Latest High-Tech Cars May Keep Drivers’ Hands off the Wheel
These days, it seems that you can’t open a newspaper (if anyone, in fact, still does that), or read the news without hearing about Google’s latest acquisition or invention. Now the Internet giant is working on ground-breaking technology: the driverless automobile.
A prototype of Google’s new self-driving car—a two-passenger electric vehicle with buttons to turn the car on and off, but without a steering wheel, accelerator pedal or brake pedal—was unveiled in May. Without a driver at the wheel, the automobile is instead guided by a light detection and ranging (LIDAR) rotating sensor on the vehicle’s roof that scans the car’s surroundings to determine its driving route, as well as to identify such everyday obstacles as pedestrians, bicyclists and other cars.
Although Google has come out as the clear front-runner in the development race for such advanced automobile technology, major automakers are also getting into the game—albeit at a more conservative pace. To date, some current automobiles already have automated features that perform certain tasks—such as adaptive cruise control, lane departure warning and collision-avoidance braking—to new car models.
According to a recent report by Lux Research, cars with these “Level 2” features are expected to account for 92 percent of a worldwide billion-per-year autonomous car market in 2030. Only 8 percent of the market will go to “Level 3” automobiles, which would be primarily driven hands-free, but would allow the driver to regain control of the vehicle in an emergency.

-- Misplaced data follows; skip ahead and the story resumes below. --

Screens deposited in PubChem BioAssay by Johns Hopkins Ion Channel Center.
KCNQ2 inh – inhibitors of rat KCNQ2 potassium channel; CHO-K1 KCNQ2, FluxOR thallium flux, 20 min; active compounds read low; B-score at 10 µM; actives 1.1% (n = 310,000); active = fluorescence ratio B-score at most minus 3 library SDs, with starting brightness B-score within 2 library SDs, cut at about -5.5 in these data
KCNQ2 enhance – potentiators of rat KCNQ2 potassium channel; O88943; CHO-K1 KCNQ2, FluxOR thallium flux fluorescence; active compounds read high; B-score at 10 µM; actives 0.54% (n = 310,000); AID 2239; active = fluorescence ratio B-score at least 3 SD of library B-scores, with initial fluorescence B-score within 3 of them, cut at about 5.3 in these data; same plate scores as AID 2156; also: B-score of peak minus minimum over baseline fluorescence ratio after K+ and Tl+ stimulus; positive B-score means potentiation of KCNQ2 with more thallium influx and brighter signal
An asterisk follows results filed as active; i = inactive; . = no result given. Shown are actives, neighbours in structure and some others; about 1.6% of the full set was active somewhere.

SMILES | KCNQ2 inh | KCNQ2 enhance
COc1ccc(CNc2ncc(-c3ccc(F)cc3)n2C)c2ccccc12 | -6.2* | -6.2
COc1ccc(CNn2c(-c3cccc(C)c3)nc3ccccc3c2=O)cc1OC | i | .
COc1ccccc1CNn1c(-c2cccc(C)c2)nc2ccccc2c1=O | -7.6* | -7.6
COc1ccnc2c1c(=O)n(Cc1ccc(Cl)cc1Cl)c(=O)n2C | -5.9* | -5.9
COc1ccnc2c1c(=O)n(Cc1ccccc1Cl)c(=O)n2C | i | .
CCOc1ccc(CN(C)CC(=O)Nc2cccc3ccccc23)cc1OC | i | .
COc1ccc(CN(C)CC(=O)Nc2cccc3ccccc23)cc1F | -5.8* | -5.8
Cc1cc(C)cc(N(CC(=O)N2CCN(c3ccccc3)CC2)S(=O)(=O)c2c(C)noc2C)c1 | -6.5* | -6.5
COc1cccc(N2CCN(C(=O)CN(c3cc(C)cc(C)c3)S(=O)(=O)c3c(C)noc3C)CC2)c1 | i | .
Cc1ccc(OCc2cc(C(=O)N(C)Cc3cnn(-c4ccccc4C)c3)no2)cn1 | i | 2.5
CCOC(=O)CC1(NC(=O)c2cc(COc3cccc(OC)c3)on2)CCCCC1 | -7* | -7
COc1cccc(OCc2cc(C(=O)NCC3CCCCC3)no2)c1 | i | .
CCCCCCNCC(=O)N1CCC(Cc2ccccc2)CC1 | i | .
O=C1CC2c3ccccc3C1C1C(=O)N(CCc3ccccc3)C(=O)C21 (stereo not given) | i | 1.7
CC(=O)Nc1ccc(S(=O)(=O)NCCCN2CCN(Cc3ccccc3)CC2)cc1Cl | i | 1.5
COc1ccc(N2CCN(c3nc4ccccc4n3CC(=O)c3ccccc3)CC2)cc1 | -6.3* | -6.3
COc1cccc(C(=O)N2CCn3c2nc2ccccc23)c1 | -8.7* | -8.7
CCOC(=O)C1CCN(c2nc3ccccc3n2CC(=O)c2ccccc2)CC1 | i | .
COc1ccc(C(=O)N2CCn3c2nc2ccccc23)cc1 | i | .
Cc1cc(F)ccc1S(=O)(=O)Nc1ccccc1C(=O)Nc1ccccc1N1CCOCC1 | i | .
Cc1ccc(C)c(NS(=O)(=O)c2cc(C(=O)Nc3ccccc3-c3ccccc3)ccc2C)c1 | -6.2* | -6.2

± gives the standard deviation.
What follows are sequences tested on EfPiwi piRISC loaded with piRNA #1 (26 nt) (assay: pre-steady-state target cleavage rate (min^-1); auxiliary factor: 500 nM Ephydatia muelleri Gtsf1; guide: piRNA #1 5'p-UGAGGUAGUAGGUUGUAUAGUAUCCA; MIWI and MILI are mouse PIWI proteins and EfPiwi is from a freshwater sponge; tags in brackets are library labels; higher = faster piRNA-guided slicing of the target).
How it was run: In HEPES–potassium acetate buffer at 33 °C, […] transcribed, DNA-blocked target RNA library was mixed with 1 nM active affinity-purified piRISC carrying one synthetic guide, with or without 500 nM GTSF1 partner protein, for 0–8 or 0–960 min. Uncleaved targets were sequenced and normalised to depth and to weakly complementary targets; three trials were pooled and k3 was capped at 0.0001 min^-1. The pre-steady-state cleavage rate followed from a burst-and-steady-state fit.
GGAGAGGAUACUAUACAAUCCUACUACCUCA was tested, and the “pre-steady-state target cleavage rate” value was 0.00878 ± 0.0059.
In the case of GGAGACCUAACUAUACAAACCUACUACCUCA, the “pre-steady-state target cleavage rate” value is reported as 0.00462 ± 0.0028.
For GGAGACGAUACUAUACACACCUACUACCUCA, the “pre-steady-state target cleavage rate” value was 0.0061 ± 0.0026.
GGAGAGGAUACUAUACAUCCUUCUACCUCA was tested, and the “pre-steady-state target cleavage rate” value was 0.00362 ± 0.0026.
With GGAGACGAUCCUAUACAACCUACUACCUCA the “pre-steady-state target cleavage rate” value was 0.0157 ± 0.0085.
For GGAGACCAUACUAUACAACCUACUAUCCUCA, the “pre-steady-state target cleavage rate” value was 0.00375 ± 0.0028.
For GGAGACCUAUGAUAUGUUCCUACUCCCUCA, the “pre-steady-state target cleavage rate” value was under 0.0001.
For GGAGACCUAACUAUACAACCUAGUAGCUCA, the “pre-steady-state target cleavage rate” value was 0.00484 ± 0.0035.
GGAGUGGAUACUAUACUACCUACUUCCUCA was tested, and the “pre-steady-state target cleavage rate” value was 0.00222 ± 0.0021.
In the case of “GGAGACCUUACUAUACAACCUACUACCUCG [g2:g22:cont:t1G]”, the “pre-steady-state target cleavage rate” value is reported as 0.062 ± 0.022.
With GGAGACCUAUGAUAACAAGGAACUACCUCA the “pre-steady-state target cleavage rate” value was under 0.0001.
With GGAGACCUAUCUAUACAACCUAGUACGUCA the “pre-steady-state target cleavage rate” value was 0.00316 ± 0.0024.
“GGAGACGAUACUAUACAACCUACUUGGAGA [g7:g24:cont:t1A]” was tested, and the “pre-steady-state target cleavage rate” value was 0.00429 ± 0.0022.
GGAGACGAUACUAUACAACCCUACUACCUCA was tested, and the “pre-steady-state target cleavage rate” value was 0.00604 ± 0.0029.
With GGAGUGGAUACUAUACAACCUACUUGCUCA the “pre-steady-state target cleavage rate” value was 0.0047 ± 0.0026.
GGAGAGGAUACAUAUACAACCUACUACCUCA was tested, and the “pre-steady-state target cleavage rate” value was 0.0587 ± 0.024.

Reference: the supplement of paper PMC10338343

In addition, the research firm doesn’t expect any fully automated vehicles on the road by 2030. “We consider that ultimate level, Level 4, to be full autonomy, where you just get in and you don’t interact with the car at all,” explained Cosmin Laslau, lead analyst at Lux Research. “And we don’t think that’s coming by 2030. The biggest opportunity that we see will be actually from the Level 2 features, which are the more conventional advances that we’re already starting to see come onto the market from higher-end developers.”
Hermann Winner, director and professor of automotive engineering at Germany’s Technische Universitat Darmstadt, agreed. “We will start with a partially automated car, then a highly automated one,” he said, adding that he doesn’t expect a completely autonomous car—one with no specific limitations in respect to traffic environment or driving speed—on the market for the next 40 years. “The big challenge to total automation is getting safety approval. Even if you assume the system is ready by 2020, approval is going to be problematic.”
Winner is scheduled to address the challenges facing the development of the driverless car during the panel session “IT Meets the Automobile: Interactive Advanced Vehicle Technologies and Self-Driving Cars” at the ◊ASME [www.asme.org]◊ Advanced Design and Manufacturing Impact Forum in Buffalo, New York, this August. Visit www.asme.org for more information.